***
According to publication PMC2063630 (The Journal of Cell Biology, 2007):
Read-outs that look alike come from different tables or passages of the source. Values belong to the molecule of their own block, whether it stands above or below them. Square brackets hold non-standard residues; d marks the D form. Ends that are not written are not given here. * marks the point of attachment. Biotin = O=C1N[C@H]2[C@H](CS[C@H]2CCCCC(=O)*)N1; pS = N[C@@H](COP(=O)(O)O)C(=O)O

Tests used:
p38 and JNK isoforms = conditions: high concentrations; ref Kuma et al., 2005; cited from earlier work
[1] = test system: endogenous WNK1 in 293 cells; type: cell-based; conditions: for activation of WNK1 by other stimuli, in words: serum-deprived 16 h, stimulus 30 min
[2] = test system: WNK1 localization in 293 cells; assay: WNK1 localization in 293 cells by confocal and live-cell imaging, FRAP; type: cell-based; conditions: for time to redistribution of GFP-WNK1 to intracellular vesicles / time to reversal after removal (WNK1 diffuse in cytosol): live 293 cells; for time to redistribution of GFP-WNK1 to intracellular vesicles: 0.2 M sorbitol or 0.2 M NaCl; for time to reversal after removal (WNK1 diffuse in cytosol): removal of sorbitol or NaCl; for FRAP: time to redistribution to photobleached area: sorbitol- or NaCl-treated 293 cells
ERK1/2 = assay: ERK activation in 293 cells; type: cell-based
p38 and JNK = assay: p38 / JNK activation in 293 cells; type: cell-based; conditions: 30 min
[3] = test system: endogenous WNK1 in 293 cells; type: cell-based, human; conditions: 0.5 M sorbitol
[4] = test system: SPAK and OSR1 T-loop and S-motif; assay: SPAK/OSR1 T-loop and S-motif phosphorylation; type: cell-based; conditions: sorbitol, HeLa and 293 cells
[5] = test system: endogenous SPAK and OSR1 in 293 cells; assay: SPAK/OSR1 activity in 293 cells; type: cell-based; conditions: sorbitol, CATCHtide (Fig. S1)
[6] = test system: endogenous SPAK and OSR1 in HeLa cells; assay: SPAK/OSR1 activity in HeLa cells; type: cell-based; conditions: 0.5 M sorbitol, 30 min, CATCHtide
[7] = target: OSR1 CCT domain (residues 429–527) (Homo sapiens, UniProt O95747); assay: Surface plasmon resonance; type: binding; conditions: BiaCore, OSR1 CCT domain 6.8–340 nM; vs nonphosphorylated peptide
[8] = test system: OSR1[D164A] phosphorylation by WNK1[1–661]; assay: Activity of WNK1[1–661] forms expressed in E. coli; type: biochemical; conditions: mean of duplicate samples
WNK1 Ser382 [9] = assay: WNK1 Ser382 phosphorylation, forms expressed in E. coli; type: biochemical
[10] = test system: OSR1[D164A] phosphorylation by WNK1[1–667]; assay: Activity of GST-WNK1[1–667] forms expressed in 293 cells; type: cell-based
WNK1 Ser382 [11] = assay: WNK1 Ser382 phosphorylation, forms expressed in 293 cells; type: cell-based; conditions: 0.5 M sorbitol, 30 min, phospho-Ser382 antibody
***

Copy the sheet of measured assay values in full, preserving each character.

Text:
According to publication PMC2063630 (The Journal of Cell Biology, 2007):
Read-outs that look alike come from different tables or passages of the source. Values belong to the molecule of their own block, whether it stands above or below them. Square brackets hold non-standard residues; d marks the D form. Ends that are not written are not given here. * marks the point of attachment. Biotin = O=C1N[C@H]2[C@H](CS[C@H]2CCCCC(=O)*)N1; pS = N[C@@H](COP(=O)(O)O)C(=O)O

Tests used:
p38 and JNK isoforms = conditions: high concentrations; ref Kuma et al., 2005; cited from earlier work
[1] = test system: endogenous WNK1 in 293 cells; type: cell-based; conditions: for activation of WNK1 by other stimuli, in words: serum-deprived 16 h, stimulus 30 min
[2] = test system: WNK1 localization in 293 cells; assay: WNK1 localization in 293 cells by confocal and live-cell imaging, FRAP; type: cell-based; conditions: for time to redistribution of GFP-WNK1 to intracellular vesicles / time to reversal after removal (WNK1 diffuse in cytosol): live 293 cells; for time to redistribution of GFP-WNK1 to intracellular vesicles: 0.2 M sorbitol or 0.2 M NaCl; for time to reversal after removal (WNK1 diffuse in cytosol): removal of sorbitol or NaCl; for FRAP: time to redistribution to photobleached area: sorbitol- or NaCl-treated 293 cells
ERK1/2 = assay: ERK activation in 293 cells; type: cell-based
p38 and JNK = assay: p38 / JNK activation in 293 cells; type: cell-based; conditions: 30 min
[3] = test system: endogenous WNK1 in 293 cells; type: cell-based, human; conditions: 0.5 M sorbitol
[4] = test system: SPAK and OSR1 T-loop and S-motif; assay: SPAK/OSR1 T-loop and S-motif phosphorylation; type: cell-based; conditions: sorbitol, HeLa and 293 cells
[5] = test system: endogenous SPAK and OSR1 in 293 cells; assay: SPAK/OSR1 activity in 293 cells; type: cell-based; conditions: sorbitol, CATCHtide (Fig. S1)
[6] = test system: endogenous SPAK and OSR1 in HeLa cells; assay: SPAK/OSR1 activity in HeLa cells; type: cell-based; conditions: 0.5 M sorbitol, 30 min, CATCHtide
[7] = target: OSR1 CCT domain (residues 429–527) (Homo sapiens, UniProt O95747); assay: Surface plasmon resonance; type: binding; conditions: BiaCore, OSR1 CCT domain 6.8–340 nM; vs nonphosphorylated peptide
[8] = test system: OSR1[D164A] phosphorylation by WNK1[1–661]; assay: Activity of WNK1[1–661] forms expressed in E. coli; type: biochemical; conditions: mean of duplicate samples
WNK1 Ser382 [9] = assay: WNK1 Ser382 phosphorylation, forms expressed in E. coli; type: biochemical
[10] = test system: OSR1[D164A] phosphorylation by WNK1[1–667]; assay: Activity of GST-WNK1[1–667] forms expressed in 293 cells; type: cell-based
WNK1 Ser382 [11] = assay: WNK1 Ser382 phosphorylation, forms expressed in 293 cells; type: cell-based; conditions: 0.5 M sorbitol, 30 min, phospho-Ser382 antibody